SAN FRANCISCO – Netflix (NFLX) shares hit a new high Monday after the video-streaming company reported strong global subscriber gains.
Netflix said it has roughly109 million worldwide subscribers, up from just over 83 million a year ago, the company said in reporting its third-quarter earnings following the close of trading. That figure includes an additional 5.3 million subscribers during the July-September period, topping analyst forecasts.
Almost all of that growth came from overseas, with the company seeing a 44 percent jump in paid memberships compared with the year-ago period, versus 9 percent for domestic subscribers.
"We are growing nicely across the world and are on track to exceed $11 billion in revenue in 2017," Netflix said in a letter to shareholders.
Netflix reported revenue of $2.9 billion for the quarter, up more than 30 percent from the year-ago period, while net income was $130 million, up from $52 million in the comparable quarter in 2016.
Netflix's international growth strategy carries risks. The company is sinking deeper into debt in its relentless pursuit of more viewers, leaving the company little margin for error as it tries to build the world's biggest video subscription service.
The big burden that Netflix is shouldering hasn't been a major concern on Wall Street so far, as CEO Reed Hastings' strategy has been paying off.
Netflix's stock price rose $3.81, or 1.9 percent, in after-hours trading to $202.68, which last week topped the $200 threshold for the first time. The stock is up 64 percent for the year.
The billions of dollars that Netflix has borrowed to pay for exclusive series such as "Stranger Things" has helped its service more than triple its global audience during the past four years.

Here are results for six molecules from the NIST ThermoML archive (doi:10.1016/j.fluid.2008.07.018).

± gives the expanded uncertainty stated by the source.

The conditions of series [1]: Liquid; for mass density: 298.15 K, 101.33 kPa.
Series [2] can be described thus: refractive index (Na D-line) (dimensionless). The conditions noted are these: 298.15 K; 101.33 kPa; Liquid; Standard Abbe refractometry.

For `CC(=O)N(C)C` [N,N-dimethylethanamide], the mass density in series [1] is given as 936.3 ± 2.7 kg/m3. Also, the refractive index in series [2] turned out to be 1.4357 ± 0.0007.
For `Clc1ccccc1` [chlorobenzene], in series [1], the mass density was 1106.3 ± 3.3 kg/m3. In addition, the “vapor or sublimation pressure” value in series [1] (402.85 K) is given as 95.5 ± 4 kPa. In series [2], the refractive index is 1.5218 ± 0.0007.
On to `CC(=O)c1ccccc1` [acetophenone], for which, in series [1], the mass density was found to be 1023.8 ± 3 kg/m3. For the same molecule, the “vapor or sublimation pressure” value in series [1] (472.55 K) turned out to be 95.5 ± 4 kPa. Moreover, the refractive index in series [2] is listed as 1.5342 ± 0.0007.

But Netflix's subscriber growth could slow if it can't continue to win programming rights to hit TV series and movies, now that there are more competitors, including Apple , Amazon, Hulu and YouTube.
If that happens, there will be more attention on Netflix's huge programming bills, and "then we could see an investor backlash," CFRA Research analyst Tuna Amobi said. "But Netflix has been delivering great subscriber growth so far."
Netflix's long-term debt and other obligations totaled $21.9 billion as of Sept. 30, up from $16.8 billion at the same time last year. That includes $17 billion for video programming during the next five years, up from $14.4 billion a year ago.
The Los Gatos, California, company has to borrow to pay for most of its programming expenses because it doesn't generate enough cash on its own. Netflix burned through another $465 million in the most recent quarter, which is known as "negative cash flow" in accounting parlance.
For all of this year, Netflix has warned that its negative cash flow might be as high as $2.5 billion, a trend that management expects will continue for at least the next several years as its service tries to diversify its video library to appeal to the divergent tastes in about 190 countries.